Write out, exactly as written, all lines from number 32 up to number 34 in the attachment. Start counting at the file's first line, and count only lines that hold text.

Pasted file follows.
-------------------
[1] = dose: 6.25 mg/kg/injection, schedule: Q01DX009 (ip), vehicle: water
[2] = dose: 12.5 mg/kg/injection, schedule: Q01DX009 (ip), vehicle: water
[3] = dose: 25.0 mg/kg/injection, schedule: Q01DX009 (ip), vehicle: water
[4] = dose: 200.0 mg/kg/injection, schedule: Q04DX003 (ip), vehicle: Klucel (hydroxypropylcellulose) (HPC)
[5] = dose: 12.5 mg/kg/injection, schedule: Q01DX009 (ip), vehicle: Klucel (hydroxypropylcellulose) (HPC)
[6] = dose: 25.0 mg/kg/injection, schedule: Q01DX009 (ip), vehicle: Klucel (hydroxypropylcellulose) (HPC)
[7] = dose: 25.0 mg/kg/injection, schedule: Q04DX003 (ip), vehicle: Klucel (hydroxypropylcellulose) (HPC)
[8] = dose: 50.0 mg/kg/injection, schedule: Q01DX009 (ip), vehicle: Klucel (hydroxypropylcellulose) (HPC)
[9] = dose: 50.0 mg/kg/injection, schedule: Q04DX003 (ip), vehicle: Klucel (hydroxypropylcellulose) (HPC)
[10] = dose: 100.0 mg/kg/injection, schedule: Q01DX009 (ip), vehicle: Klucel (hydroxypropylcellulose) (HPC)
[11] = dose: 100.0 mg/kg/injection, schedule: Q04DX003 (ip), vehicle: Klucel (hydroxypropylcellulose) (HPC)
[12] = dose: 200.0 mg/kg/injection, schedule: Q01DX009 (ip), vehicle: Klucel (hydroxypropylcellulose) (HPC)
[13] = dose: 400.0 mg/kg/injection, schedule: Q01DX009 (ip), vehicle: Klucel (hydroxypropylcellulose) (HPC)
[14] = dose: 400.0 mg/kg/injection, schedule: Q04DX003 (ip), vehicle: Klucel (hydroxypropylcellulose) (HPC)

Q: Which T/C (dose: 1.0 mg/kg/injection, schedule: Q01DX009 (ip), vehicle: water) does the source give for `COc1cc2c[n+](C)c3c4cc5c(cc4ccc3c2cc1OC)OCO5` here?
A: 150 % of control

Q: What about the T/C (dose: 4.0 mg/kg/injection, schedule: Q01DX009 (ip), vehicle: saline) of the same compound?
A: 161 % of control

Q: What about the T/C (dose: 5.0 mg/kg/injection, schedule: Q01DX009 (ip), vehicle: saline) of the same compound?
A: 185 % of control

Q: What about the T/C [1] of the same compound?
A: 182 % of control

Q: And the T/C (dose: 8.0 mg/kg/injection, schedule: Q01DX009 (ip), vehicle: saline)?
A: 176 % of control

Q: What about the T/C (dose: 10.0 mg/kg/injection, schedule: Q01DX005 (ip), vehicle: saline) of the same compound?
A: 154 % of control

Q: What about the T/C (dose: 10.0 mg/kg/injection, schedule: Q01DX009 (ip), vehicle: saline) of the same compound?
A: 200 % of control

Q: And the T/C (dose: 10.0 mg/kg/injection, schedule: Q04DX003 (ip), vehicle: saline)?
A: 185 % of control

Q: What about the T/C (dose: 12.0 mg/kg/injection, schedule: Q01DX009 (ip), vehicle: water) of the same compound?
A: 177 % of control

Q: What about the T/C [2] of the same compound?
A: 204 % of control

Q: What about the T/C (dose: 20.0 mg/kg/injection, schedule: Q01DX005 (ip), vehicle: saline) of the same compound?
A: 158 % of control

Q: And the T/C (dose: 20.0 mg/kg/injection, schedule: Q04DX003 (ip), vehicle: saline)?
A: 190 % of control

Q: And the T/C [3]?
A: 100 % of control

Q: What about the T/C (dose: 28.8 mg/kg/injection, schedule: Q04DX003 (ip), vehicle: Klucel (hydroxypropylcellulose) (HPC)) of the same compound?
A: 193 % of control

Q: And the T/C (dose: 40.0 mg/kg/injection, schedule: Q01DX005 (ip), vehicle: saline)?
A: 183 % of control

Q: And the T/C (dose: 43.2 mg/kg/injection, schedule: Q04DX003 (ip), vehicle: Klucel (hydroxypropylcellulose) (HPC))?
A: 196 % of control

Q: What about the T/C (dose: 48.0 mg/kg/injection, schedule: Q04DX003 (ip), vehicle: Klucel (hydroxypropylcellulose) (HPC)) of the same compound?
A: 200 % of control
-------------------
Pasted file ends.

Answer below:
A: 177 % of control

Q: What about the T/C [2] of the same compound?
A: 204 % of control